Limeum africanum subsp. africanum, in Afrikaans koggelmandervoet (agama foot), is a creeping annual or perennial. The thick root descends deeply into the sandy soil, probably bringing the plant its common name. The plant grows several prostrate, sparsely branched and sometimes scale-covered stems that radiate from the centre and become up to 35 cm long.
The short-stalked leaves are simple and alternate to sub-opposite. The leaf-shape is lanceolate or oblong to oblanceolate, the tips rounded or bluntly pointed, the base tapering. The margins are entire and rolled under. The midrib is sunken on the smooth, slightly fleshy and dark-green upper surface. The leaves become up to 3 cm long.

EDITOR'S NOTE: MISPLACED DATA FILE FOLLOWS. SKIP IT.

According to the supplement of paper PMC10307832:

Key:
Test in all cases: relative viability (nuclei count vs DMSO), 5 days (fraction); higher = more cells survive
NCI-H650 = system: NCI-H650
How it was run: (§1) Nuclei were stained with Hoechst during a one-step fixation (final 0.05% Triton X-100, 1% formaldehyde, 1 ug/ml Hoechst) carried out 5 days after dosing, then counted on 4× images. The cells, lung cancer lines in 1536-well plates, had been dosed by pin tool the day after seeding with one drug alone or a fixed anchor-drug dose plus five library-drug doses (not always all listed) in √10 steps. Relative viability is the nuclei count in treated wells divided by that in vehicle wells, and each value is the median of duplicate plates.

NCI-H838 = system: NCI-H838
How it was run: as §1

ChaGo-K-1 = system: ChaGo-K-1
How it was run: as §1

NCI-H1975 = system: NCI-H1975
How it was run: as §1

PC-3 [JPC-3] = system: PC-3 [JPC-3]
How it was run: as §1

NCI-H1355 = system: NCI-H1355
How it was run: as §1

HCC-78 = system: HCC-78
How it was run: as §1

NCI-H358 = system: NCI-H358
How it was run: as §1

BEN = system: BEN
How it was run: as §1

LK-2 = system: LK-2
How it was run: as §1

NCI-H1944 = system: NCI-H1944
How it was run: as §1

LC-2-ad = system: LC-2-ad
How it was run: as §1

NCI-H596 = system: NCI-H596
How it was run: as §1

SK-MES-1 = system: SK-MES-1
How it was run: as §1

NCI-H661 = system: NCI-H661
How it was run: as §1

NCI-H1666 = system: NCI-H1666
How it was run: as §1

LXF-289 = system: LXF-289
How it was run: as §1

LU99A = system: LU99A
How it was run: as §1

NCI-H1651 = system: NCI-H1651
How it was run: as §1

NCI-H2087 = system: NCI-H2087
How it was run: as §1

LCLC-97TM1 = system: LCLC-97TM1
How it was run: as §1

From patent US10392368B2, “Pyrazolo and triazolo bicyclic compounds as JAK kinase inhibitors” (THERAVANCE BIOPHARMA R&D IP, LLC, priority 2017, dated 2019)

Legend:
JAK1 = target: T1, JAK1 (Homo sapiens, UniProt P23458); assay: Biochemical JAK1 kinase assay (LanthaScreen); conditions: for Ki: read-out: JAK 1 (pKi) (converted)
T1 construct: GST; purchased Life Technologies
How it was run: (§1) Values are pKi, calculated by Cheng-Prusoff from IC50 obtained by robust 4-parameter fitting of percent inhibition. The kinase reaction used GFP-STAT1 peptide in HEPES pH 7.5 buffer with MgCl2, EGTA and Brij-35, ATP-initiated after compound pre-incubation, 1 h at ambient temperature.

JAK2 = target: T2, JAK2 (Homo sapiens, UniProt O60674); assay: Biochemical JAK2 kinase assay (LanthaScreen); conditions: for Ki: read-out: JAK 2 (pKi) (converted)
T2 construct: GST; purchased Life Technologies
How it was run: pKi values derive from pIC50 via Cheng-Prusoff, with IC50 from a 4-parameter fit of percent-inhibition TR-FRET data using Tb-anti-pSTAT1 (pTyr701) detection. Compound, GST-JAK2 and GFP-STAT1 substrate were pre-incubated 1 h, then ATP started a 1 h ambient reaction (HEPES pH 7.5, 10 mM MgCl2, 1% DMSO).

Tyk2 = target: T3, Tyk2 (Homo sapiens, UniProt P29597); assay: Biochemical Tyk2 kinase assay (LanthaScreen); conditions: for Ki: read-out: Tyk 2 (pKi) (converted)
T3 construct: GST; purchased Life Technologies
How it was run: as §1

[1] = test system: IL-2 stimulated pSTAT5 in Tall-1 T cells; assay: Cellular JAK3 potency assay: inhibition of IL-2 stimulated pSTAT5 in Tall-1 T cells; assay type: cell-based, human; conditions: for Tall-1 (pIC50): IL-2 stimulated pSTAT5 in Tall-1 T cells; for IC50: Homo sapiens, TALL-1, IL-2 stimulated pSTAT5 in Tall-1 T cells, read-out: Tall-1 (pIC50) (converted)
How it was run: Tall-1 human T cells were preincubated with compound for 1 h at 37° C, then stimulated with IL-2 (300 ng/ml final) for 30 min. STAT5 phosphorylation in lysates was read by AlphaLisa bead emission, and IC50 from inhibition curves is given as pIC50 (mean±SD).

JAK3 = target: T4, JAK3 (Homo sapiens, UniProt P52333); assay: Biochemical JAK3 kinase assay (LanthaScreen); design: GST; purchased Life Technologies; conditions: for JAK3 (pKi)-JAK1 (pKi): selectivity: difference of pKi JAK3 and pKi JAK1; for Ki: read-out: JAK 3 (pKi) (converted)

The subspecies distribution is in the west of the Western Cape and the southwest of the Northern Cape. The photo was taken near the beach at Tietiesbaai.
The habitat is dry rocky slopes where the plants grow in sandy soils. The subspecies is not considered to be threatened in its habitat early in the twenty first century (Le Roux, et al, 2005; Manning and Goldblatt, 1996; Bond and Goldblatt, 1984; JSTOR; iNaturalist; http://redlist.sanbi.org).